mkoctfile -g file.cpp

start now the GNU debugger with octave. On most Unixy systems, you can start gdb from within an Octave session by evaluating a command like

octave> system (sprintf ("gnome-terminal --command 'gdb -p %d'", getpid ()), "async");

at the Octave prompt. This command will open a terminal window running gdb attached to the Octave process. At this point, Octave will be stopped. To tell Octave to continue, type

(gdb) continue

at the gdb prompt. The symbols from your oct-file will only be available to gdb once the oct-file is loaded in Octave. To do that without executing any functions from the oct-file, you can ask Octave to display the help for the oct-file:

octave> help file

Now halt execution of Octave by typing ctrl+c, you'll see again the gdb prompt. Set now a breakpoint in the line of interest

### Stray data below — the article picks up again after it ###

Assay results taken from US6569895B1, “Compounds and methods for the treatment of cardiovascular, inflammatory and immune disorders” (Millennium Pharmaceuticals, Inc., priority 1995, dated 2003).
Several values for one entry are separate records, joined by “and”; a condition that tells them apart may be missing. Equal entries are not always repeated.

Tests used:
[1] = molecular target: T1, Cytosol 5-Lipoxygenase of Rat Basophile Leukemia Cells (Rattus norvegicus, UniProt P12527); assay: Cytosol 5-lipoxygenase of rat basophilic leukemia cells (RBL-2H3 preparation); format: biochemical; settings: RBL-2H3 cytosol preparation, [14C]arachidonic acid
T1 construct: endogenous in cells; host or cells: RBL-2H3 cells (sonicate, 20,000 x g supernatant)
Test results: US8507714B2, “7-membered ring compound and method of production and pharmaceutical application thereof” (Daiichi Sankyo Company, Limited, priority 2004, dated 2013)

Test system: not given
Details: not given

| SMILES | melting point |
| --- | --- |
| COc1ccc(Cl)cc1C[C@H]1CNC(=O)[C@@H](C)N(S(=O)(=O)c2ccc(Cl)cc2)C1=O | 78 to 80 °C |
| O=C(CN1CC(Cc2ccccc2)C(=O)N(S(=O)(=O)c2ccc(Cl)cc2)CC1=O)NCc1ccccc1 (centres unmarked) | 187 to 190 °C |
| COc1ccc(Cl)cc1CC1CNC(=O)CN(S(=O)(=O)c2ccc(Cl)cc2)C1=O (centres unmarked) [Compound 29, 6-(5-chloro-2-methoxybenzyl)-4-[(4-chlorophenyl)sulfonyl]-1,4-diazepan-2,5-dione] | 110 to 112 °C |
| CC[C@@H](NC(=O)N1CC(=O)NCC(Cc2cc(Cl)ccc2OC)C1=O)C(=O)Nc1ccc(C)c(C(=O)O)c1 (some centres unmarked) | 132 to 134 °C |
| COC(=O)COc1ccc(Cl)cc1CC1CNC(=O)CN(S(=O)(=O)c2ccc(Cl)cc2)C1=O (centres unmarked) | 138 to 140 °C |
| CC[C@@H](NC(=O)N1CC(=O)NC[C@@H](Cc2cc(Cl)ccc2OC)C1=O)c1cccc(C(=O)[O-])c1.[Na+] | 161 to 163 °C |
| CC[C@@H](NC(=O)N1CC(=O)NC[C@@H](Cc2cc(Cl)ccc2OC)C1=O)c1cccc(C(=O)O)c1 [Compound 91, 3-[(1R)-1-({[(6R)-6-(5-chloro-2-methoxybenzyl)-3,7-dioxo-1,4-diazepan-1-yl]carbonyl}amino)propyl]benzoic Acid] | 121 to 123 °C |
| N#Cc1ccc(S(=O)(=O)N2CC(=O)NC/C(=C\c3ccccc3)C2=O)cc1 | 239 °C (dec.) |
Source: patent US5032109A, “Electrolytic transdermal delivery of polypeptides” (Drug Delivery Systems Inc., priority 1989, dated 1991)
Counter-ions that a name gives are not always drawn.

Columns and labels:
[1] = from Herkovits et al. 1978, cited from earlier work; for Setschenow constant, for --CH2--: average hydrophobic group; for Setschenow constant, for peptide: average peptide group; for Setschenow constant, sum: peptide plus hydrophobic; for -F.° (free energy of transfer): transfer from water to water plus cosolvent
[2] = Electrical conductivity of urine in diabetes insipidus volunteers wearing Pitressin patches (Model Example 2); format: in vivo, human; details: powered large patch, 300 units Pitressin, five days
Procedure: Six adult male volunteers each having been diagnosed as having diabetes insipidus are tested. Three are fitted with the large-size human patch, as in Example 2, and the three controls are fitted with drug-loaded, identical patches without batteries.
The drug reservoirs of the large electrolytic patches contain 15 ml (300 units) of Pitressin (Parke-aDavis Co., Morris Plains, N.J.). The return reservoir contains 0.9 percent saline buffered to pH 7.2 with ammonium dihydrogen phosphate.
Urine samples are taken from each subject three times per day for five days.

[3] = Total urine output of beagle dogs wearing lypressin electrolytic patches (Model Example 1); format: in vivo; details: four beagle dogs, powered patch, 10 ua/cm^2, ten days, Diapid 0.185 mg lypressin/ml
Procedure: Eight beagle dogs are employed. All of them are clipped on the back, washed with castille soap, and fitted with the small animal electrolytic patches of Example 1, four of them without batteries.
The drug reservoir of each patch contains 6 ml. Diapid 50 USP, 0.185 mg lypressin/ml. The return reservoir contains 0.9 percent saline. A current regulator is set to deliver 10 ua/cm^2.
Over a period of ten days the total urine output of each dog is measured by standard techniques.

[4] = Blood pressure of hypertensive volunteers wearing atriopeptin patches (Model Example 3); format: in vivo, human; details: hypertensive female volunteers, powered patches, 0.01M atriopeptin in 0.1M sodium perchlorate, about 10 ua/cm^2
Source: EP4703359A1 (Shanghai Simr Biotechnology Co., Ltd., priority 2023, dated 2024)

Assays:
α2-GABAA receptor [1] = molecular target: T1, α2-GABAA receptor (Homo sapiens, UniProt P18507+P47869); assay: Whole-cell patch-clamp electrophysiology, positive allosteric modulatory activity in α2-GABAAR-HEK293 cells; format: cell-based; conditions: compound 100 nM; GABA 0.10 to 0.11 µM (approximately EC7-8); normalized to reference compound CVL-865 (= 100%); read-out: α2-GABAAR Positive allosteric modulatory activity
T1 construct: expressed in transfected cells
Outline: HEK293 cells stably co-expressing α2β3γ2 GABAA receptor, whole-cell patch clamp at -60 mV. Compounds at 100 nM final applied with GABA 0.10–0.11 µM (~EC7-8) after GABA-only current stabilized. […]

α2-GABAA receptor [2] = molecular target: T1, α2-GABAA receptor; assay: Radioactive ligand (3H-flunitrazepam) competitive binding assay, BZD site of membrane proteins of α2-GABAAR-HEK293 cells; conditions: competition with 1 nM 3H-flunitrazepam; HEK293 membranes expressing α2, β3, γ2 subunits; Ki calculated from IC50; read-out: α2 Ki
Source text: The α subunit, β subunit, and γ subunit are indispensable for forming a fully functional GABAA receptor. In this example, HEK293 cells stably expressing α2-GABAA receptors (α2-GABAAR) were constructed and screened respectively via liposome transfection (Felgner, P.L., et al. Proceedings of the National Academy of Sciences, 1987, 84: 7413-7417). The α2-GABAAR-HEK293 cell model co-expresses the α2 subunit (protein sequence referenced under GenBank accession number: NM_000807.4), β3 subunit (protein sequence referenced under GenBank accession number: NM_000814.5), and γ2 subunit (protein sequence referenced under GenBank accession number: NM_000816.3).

(gdb) b file.cpp:40

by typing c the execution of octave will continue and you can run your oct-file directly or via an m-script.

octave> x = file(y)

the debugger will stop on the above defined line and you can start debugging according to the manual of GNU debugger.

Tools for debugging

Producing a stack trace

Sometimes Octave will crash, meaning, it terminates abruptly and returns control to the operating system shell. In these cases, it is very helpful to produce a stack trace to diagnose the problem. To do so, you need to (re)compile Octave with debugging symbols and run the debugger, as explained above. Then, run Octave:

gdb> run

execute whatever commands you think are necessary to produce the crash. When Octave crashes, you will be back in a gdb session. Type bt here to obtain a stack trace.

Most used commands

gdb documentation

Emacs

In short:

To start Octave in debug mode within emacs type

M-x gud-gdb

then change the command in the minibuffer to run gud-gdb (like this):

   /path/to/octave/build/tree/run-octave -gud

For more info use this link to the emacs manual section on debuggers operation

ddd

gui for gdb